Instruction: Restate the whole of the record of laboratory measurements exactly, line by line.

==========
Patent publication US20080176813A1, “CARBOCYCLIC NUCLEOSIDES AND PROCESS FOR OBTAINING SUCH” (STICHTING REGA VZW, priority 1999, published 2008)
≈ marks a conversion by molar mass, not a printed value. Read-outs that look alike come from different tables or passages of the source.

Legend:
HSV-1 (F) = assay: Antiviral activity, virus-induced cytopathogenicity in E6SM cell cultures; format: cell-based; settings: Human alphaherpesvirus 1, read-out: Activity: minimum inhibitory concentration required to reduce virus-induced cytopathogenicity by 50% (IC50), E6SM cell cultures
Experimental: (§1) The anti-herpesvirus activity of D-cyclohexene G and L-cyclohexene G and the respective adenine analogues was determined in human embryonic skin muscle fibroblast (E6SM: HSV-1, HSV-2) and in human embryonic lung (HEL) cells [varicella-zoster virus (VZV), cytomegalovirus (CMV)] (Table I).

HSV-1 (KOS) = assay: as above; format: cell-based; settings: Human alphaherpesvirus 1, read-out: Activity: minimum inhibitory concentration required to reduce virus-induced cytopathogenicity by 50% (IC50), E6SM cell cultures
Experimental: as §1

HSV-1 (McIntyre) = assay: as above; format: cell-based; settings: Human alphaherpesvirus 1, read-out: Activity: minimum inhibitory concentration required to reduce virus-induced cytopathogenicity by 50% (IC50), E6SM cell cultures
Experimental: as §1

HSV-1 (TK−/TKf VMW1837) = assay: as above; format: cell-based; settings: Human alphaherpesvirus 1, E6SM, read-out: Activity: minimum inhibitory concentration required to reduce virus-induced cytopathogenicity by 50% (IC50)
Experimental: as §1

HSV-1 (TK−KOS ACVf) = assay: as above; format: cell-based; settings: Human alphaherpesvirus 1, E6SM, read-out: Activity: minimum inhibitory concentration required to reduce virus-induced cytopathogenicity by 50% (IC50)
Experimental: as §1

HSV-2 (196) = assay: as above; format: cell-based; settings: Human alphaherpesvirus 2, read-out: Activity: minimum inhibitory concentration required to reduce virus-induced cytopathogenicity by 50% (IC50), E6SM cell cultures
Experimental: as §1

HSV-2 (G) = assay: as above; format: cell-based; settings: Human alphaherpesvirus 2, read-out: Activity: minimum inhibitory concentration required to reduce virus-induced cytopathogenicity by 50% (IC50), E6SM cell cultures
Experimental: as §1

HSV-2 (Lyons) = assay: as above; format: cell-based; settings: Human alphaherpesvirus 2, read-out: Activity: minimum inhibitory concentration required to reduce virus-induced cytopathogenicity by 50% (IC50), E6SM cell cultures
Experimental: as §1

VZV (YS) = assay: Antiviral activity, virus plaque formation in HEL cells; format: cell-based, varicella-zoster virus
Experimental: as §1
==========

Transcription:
Patent publication US20080176813A1, “CARBOCYCLIC NUCLEOSIDES AND PROCESS FOR OBTAINING SUCH” (STICHTING REGA VZW, priority 1999, published 2008)
≈ marks a conversion by molar mass, not a printed value. Read-outs that look alike come from different tables or passages of the source.

Legend:
HSV-1 (F) = assay: Antiviral activity, virus-induced cytopathogenicity in E6SM cell cultures; format: cell-based; settings: Human alphaherpesvirus 1, read-out: Activity: minimum inhibitory concentration required to reduce virus-induced cytopathogenicity by 50% (IC50), E6SM cell cultures
Experimental: (§1) The anti-herpesvirus activity of D-cyclohexene G and L-cyclohexene G and the respective adenine analogues was determined in human embryonic skin muscle fibroblast (E6SM: HSV-1, HSV-2) and in human embryonic lung (HEL) cells [varicella-zoster virus (VZV), cytomegalovirus (CMV)] (Table I).

HSV-1 (KOS) = assay: as above; format: cell-based; settings: Human alphaherpesvirus 1, read-out: Activity: minimum inhibitory concentration required to reduce virus-induced cytopathogenicity by 50% (IC50), E6SM cell cultures
Experimental: as §1

HSV-1 (McIntyre) = assay: as above; format: cell-based; settings: Human alphaherpesvirus 1, read-out: Activity: minimum inhibitory concentration required to reduce virus-induced cytopathogenicity by 50% (IC50), E6SM cell cultures
Experimental: as §1

HSV-1 (TK−/TKf VMW1837) = assay: as above; format: cell-based; settings: Human alphaherpesvirus 1, E6SM, read-out: Activity: minimum inhibitory concentration required to reduce virus-induced cytopathogenicity by 50% (IC50)
Experimental: as §1

HSV-1 (TK−KOS ACVf) = assay: as above; format: cell-based; settings: Human alphaherpesvirus 1, E6SM, read-out: Activity: minimum inhibitory concentration required to reduce virus-induced cytopathogenicity by 50% (IC50)
Experimental: as §1

HSV-2 (196) = assay: as above; format: cell-based; settings: Human alphaherpesvirus 2, read-out: Activity: minimum inhibitory concentration required to reduce virus-induced cytopathogenicity by 50% (IC50), E6SM cell cultures
Experimental: as §1

HSV-2 (G) = assay: as above; format: cell-based; settings: Human alphaherpesvirus 2, read-out: Activity: minimum inhibitory concentration required to reduce virus-induced cytopathogenicity by 50% (IC50), E6SM cell cultures
Experimental: as §1

HSV-2 (Lyons) = assay: as above; format: cell-based; settings: Human alphaherpesvirus 2, read-out: Activity: minimum inhibitory concentration required to reduce virus-induced cytopathogenicity by 50% (IC50), E6SM cell cultures
Experimental: as §1

VZV (YS) = assay: Antiviral activity, virus plaque formation in HEL cells; format: cell-based, varicella-zoster virus
Experimental: as §1